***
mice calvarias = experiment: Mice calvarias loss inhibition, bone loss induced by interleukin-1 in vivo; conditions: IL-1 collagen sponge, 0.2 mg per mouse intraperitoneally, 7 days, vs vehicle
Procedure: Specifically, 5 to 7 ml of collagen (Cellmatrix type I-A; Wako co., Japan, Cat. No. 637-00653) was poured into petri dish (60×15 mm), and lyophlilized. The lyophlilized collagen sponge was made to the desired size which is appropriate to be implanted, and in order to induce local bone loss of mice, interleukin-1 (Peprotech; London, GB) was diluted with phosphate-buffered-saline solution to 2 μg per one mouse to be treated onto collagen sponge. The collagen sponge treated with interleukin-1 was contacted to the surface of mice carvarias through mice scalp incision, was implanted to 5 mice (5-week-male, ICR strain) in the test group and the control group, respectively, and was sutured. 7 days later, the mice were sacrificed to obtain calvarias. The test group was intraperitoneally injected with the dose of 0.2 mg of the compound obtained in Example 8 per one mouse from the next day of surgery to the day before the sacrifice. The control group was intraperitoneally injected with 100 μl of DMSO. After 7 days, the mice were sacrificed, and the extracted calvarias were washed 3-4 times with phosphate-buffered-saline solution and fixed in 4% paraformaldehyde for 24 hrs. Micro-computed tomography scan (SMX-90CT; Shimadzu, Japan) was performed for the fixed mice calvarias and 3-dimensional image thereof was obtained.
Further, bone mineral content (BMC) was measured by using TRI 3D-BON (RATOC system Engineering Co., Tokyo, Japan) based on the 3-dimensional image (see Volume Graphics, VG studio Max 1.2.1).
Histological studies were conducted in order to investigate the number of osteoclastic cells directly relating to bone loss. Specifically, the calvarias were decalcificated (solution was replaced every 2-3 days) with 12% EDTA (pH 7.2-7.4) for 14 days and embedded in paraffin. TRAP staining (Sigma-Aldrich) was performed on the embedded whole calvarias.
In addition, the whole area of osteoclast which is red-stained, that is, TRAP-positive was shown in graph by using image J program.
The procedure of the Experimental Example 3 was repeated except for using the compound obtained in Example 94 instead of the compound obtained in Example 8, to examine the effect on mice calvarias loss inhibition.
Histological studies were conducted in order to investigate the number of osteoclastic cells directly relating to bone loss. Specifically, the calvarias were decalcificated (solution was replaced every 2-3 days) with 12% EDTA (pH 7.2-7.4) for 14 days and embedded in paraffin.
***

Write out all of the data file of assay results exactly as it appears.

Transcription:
mice calvarias = experiment: Mice calvarias loss inhibition, bone loss induced by interleukin-1 in vivo; conditions: IL-1 collagen sponge, 0.2 mg per mouse intraperitoneally, 7 days, vs vehicle
Procedure: Specifically, 5 to 7 ml of collagen (Cellmatrix type I-A; Wako co., Japan, Cat. No. 637-00653) was poured into petri dish (60×15 mm), and lyophlilized. The lyophlilized collagen sponge was made to the desired size which is appropriate to be implanted, and in order to induce local bone loss of mice, interleukin-1 (Peprotech; London, GB) was diluted with phosphate-buffered-saline solution to 2 μg per one mouse to be treated onto collagen sponge. The collagen sponge treated with interleukin-1 was contacted to the surface of mice carvarias through mice scalp incision, was implanted to 5 mice (5-week-male, ICR strain) in the test group and the control group, respectively, and was sutured. 7 days later, the mice were sacrificed to obtain calvarias. The test group was intraperitoneally injected with the dose of 0.2 mg of the compound obtained in Example 8 per one mouse from the next day of surgery to the day before the sacrifice. The control group was intraperitoneally injected with 100 μl of DMSO. After 7 days, the mice were sacrificed, and the extracted calvarias were washed 3-4 times with phosphate-buffered-saline solution and fixed in 4% paraformaldehyde for 24 hrs. Micro-computed tomography scan (SMX-90CT; Shimadzu, Japan) was performed for the fixed mice calvarias and 3-dimensional image thereof was obtained.
Further, bone mineral content (BMC) was measured by using TRI 3D-BON (RATOC system Engineering Co., Tokyo, Japan) based on the 3-dimensional image (see Volume Graphics, VG studio Max 1.2.1).
Histological studies were conducted in order to investigate the number of osteoclastic cells directly relating to bone loss. Specifically, the calvarias were decalcificated (solution was replaced every 2-3 days) with 12% EDTA (pH 7.2-7.4) for 14 days and embedded in paraffin. TRAP staining (Sigma-Aldrich) was performed on the embedded whole calvarias.
In addition, the whole area of osteoclast which is red-stained, that is, TRAP-positive was shown in graph by using image J program.
The procedure of the Experimental Example 3 was repeated except for using the compound obtained in Example 94 instead of the compound obtained in Example 8, to examine the effect on mice calvarias loss inhibition.
Histological studies were conducted in order to investigate the number of osteoclastic cells directly relating to bone loss. Specifically, the calvarias were decalcificated (solution was replaced every 2-3 days) with 12% EDTA (pH 7.2-7.4) for 14 days and embedded in paraffin.